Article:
Alfonso Martinez Brianza, product designer from Uruguay, finds uses for residues of semi-precious stones
Stone and light is a combination that has gone through endless variations, from floor or hanging lamps to super-thin slices of certain varieties that then become translucent and decoratively let their veins glow. A completely new variation on this has been developed by product designer Alfonso Martinez Brianza: He inserts lamps into hollow bodies with a stone rim and allows them to emit a specially colored light or to shine decoratively in the thin areas of their outer skin.
The original material is actually waste pieces from the extraction of semi-precious stones. Uruguay has a significant industry in this field, namely amethyst, jasper, agate and quartz. They were once formed under great pressure and heat inside the earth and later came with volcanism to the area around today’s national capital Montevideo.
In the “Lox“ collection, as Brianza has named his lamps, the chunks were previously drilled through with the semi-precious stones. Afterwards, the drilled cores are used to make spheres or other decorative objects, for example.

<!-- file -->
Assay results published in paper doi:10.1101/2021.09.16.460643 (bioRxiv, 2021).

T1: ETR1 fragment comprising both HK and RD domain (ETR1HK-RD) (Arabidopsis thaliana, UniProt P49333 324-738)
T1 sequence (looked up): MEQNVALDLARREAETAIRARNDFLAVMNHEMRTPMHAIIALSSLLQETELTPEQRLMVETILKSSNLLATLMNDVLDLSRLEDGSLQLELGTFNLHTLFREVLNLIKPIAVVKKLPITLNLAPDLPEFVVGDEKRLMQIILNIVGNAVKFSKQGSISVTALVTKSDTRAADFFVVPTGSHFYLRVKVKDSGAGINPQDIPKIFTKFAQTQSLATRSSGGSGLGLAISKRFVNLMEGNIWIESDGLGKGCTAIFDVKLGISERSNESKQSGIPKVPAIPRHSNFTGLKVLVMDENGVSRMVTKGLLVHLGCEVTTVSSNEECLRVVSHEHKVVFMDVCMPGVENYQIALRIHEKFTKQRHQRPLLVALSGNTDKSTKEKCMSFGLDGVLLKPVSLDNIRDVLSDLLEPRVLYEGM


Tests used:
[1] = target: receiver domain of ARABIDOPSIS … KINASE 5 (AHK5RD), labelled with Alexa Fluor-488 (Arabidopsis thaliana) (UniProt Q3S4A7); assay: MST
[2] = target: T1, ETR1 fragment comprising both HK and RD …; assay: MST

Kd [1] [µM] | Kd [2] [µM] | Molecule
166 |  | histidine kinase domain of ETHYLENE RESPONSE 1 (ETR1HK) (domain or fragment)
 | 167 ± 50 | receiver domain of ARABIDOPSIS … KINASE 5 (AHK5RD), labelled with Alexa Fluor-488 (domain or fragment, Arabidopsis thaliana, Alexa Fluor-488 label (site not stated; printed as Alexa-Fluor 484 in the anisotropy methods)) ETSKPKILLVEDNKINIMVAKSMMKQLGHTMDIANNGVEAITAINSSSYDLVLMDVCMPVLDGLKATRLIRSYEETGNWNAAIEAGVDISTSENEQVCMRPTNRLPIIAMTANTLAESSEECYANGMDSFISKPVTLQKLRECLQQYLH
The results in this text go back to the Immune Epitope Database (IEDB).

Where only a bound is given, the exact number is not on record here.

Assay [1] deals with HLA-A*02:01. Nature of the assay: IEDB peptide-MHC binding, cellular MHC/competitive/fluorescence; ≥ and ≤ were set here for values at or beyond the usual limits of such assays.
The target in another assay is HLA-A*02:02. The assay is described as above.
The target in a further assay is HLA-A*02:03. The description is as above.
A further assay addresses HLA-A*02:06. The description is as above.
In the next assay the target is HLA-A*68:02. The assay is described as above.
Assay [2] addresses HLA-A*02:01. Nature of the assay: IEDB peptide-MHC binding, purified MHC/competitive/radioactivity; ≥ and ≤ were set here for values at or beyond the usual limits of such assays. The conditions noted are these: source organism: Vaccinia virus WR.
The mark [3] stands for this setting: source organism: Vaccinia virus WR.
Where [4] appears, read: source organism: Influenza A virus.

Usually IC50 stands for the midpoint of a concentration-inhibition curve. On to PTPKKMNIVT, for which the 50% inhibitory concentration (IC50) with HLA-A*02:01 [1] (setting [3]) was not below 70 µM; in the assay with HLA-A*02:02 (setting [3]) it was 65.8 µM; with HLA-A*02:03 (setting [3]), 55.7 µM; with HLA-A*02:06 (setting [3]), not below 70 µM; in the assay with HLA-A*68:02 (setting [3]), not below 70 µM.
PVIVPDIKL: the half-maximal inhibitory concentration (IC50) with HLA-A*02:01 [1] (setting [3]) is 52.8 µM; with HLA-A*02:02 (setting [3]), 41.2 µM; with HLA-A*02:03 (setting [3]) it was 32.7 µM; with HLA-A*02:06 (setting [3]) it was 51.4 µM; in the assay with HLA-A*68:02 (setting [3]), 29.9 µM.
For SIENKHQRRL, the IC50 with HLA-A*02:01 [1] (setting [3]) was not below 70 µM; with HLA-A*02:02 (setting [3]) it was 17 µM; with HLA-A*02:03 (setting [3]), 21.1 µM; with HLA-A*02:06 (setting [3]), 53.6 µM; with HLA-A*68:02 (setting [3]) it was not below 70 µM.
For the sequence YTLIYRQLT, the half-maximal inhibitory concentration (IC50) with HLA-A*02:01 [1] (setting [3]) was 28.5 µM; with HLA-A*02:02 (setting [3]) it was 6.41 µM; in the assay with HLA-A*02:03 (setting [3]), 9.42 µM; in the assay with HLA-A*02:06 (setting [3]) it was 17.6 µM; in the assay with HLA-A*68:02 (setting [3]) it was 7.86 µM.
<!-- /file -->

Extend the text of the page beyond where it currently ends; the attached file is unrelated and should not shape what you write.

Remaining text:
Brianza actually has the semi-precious stones in his blood, so to speak: his grandfather Washington used them for jewelry, and the designer grandson tells that when he visited grandpa, he always ran to his workshop to see what was new there.
As a child, he took courses and workshops, then went on to study product design at the University of Uruguay. In 2017, he founded Studio Tosca with Cecilia Casafúa, focusing on small everyday objects for the table and kitchen that drew their impact from the colors and veins of the stones.
In 2019, he studied jewelry design at the Pedro Figari School in Montevideo, arriving at the family history.
This was followed by an analysis of the possibilities inherent in the waste pieces of semi-precious stones, and in 2022 he was invited with his prototypes to the Ibero-American Design Biennial in Madrid and in 2023 to the Salone Satellite at the Salone del Mobile in Milan.
The hallmark of the design is that he gives the shape only to the 3 different metal lamp bases; he leaves the lights themselves completely untreated. In this respect, they are less to be understood as light sources than as light sculptures for interior design.
Normally, his rough pieces are used to fill the foundations of new buildings.
Fotos: Estudio Brianza
(25.10.2023, USA: 10.25.2023)